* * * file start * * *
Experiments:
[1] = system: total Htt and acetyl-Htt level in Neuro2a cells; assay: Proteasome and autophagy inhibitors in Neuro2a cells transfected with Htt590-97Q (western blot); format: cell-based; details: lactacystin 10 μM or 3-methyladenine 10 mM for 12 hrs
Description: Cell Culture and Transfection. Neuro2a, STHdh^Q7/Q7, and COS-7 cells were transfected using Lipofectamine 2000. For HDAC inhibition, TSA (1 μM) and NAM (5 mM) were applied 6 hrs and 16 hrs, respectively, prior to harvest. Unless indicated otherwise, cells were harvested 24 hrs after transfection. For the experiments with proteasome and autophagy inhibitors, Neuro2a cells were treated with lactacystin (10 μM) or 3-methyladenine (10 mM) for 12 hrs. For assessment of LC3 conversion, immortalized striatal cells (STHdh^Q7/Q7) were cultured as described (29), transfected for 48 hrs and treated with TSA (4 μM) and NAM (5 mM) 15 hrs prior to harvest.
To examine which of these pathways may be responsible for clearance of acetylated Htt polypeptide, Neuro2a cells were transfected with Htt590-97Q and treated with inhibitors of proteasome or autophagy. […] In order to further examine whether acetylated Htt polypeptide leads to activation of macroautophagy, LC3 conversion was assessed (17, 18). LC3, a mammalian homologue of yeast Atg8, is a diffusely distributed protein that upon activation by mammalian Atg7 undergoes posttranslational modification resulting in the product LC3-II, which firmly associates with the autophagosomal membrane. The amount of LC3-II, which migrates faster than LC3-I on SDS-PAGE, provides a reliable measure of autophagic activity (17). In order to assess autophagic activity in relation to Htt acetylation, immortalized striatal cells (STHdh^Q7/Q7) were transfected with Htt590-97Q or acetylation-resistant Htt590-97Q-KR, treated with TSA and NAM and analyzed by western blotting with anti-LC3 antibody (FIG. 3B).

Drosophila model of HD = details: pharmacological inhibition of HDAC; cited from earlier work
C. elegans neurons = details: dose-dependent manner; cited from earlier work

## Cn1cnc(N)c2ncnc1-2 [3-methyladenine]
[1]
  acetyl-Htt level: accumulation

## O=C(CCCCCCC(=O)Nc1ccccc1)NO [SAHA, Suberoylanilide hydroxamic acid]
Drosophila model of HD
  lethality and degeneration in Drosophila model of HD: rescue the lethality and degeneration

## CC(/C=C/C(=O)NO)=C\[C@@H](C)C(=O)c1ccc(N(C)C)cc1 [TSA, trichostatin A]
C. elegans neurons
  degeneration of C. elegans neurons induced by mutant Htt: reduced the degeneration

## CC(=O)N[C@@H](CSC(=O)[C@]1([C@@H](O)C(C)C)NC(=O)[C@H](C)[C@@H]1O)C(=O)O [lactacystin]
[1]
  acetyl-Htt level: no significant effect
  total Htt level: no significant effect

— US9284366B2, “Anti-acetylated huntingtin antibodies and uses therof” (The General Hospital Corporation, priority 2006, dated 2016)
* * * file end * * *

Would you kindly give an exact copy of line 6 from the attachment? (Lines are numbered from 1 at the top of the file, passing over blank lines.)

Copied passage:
C. elegans neurons = details: dose-dependent manner; cited from earlier work